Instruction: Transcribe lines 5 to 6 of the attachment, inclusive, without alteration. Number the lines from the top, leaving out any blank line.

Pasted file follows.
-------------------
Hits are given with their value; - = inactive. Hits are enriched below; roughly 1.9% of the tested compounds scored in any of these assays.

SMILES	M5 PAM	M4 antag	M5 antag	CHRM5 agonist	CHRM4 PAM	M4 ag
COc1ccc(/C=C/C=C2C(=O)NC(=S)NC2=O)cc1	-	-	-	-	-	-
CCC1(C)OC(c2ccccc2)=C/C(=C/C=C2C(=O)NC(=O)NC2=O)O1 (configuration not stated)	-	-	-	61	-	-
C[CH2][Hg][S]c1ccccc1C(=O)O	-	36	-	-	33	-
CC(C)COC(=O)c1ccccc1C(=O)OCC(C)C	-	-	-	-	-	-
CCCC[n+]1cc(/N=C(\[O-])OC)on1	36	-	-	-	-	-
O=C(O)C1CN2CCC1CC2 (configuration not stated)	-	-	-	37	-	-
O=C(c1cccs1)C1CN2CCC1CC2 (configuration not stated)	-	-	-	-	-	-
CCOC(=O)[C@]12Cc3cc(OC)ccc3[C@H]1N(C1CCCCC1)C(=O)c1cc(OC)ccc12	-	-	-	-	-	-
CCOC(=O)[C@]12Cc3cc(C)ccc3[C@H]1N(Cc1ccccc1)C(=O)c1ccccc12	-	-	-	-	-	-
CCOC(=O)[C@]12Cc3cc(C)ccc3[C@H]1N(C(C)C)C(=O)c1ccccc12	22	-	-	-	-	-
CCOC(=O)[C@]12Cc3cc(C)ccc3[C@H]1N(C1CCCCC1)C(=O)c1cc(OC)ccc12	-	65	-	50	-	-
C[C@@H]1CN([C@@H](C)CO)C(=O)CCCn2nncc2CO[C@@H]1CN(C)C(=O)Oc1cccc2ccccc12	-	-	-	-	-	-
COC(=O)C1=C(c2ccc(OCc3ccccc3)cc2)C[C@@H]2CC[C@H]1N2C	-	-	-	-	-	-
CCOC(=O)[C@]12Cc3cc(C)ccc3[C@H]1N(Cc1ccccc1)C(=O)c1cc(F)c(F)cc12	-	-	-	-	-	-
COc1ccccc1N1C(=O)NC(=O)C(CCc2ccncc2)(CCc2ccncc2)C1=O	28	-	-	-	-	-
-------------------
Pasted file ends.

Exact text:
C[CH2][Hg][S]c1ccccc1C(=O)O	-	36	-	-	33	-
CC(C)COC(=O)c1ccccc1C(=O)OCC(C)C	-	-	-	-	-	-